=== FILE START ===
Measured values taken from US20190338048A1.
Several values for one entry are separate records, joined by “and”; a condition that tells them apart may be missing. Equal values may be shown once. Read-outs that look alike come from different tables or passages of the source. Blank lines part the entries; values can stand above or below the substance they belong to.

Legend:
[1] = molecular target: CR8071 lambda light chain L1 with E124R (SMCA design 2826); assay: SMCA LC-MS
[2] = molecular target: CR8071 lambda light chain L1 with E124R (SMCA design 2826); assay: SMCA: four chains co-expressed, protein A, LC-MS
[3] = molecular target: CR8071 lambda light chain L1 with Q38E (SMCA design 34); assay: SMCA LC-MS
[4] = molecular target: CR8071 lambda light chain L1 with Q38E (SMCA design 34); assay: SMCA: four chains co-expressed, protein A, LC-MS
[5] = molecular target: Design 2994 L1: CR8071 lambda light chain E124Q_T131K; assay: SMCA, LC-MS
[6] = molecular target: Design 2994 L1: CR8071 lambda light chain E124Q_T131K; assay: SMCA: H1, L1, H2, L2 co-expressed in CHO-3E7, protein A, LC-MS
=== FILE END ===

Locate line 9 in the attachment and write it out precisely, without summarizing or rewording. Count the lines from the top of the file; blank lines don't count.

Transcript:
[6] = molecular target: Design 2994 L1: CR8071 lambda light chain E124Q_T131K; assay: SMCA: H1, L1, H2, L2 co-expressed in CHO-3E7, protein A, LC-MS